Working from home can be great, if you’ve got the right equipment to create your home office.
Working from home is a privilege increasingly being offered to corporate employees, as well as entrepreneurs and freelancers. It requires a dedicated home office stocked with a few essential pieces of hardware, including the following:
- A laptop. Desktop computers have their advantages, but home workers are far more likely than office-based employees to attend meetings at client premises or neutral venues. Children, pets and one-off disruptions (such as home improvements) can lower productivity in a home office, and it’s useful to have a device more powerful than an iPad when making pitches or presentations to prospective customers. For all these reasons, a high-spec laptop represents a better investment than a desktop computer. With a docking station and separate peripherals (keyboard and mouse, plus speakers and a big monitor), a laptop can compete with a desktop in terms of daily usage, all without any productivity drop-off on the move.
- An all-in-one printer. Modern technology is a celebration of convergence and multifunctional flexibility, with games consoles doubling as DVD players and internet-enabled TVs bringing the web onto your 4K display. Separate printers and scanners take up too much space proportionate to their frequency of use, whereas an all-in-one printer can also scan and copy documents via a single USB lead. Stock up on print cartridges and high-quality white paper, and there’ll be no reason to bemoan those unfulfilled promises about paperless offices.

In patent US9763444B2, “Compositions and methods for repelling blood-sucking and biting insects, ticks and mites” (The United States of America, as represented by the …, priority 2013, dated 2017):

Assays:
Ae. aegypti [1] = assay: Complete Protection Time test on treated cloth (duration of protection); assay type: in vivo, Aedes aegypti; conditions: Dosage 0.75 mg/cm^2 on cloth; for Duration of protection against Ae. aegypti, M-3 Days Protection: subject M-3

- Lamps. Some may raise an eyebrow at the idea of lamps being an office essential, but dull or ineffective lighting can cause problems such as headaches and fatigue to depression and seasonal affective disorder. If you’re spending thirty or forty hours in one spot every week, it’s vital to ensure there’s plenty of brightness even when the sun goes down. Full spectrum lighting is more conducive to productivity (and positivity) than standard lamps, while a desktop lamp will create more comfortable reading conditions than overhead spots or a central pendant light.
- A landline. Some entrepreneurs are abandoning traditional landlines, relying instead on their mobile handset or a Skype account. However, this is a mistake. Most telecommunications companies offer low-cost landline and call package deals for dedicated works numbers, helping to differentiate business calls from private ones. There are no embarrassing dropouts or signal degradation during landline calls, you’ll never miss an incoming call by having the phone on silent or leaving it in another room, and there’s very little danger of a low battery bringing a conversation to an abrupt end. Also, landlines can easily be diverted to your mobile when you’re out.
- A large monitor. Don’t cut corners by purchasing a 15-inch LCD monitor or utilising that antiquated CRT unit in the loft. Productivity demands a large flat-screen monitor of at least 20 inches, while the 1920×1080 pixel resolution of modern devices is ideal for having two documents open side by side rather than endlessly mouse-clicking between active pages. It is possible to spend more and acquire a higher resolution (such as the 3840×2160 displays of 4K UHD screens), but these are unnecessary unless you’re a games programmer or architect. For the vast majority of home workers, a 16:9 aspect ratio with over two million pixels will be quite sufficient.